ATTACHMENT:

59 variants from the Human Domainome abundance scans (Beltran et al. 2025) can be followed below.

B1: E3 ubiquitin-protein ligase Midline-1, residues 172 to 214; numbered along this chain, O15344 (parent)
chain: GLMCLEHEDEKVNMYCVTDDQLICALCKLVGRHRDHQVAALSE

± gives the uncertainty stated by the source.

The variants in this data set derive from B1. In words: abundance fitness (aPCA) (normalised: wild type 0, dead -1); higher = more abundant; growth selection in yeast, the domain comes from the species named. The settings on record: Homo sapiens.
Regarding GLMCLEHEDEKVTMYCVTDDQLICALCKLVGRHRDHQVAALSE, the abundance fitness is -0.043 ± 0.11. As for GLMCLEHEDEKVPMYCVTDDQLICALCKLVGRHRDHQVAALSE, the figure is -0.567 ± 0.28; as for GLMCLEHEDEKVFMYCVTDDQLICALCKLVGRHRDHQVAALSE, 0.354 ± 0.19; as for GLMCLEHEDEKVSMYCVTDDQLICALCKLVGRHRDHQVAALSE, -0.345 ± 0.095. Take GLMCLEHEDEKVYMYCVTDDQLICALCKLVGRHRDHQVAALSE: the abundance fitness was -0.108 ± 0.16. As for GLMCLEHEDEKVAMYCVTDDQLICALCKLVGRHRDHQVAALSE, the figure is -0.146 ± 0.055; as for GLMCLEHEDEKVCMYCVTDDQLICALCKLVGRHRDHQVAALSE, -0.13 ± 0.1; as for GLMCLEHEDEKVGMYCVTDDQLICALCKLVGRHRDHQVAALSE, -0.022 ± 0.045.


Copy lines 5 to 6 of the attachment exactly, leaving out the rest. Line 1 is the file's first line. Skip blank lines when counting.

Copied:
The variants in this data set derive from B1. In words: abundance fitness (aPCA) (normalised: wild type 0, dead -1); higher = more abundant; growth selection in yeast, the domain comes from the species named. The settings on record: Homo sapiens.
Regarding GLMCLEHEDEKVTMYCVTDDQLICALCKLVGRHRDHQVAALSE, the abundance fitness is -0.043 ± 0.11. As for GLMCLEHEDEKVPMYCVTDDQLICALCKLVGRHRDHQVAALSE, the figure is -0.567 ± 0.28; as for GLMCLEHEDEKVFMYCVTDDQLICALCKLVGRHRDHQVAALSE, 0.354 ± 0.19; as for GLMCLEHEDEKVSMYCVTDDQLICALCKLVGRHRDHQVAALSE, -0.345 ± 0.095. Take GLMCLEHEDEKVYMYCVTDDQLICALCKLVGRHRDHQVAALSE: the abundance fitness was -0.108 ± 0.16. As for GLMCLEHEDEKVAMYCVTDDQLICALCKLVGRHRDHQVAALSE, the figure is -0.146 ± 0.055; as for GLMCLEHEDEKVCMYCVTDDQLICALCKLVGRHRDHQVAALSE, -0.13 ± 0.1; as for GLMCLEHEDEKVGMYCVTDDQLICALCKLVGRHRDHQVAALSE, -0.022 ± 0.045.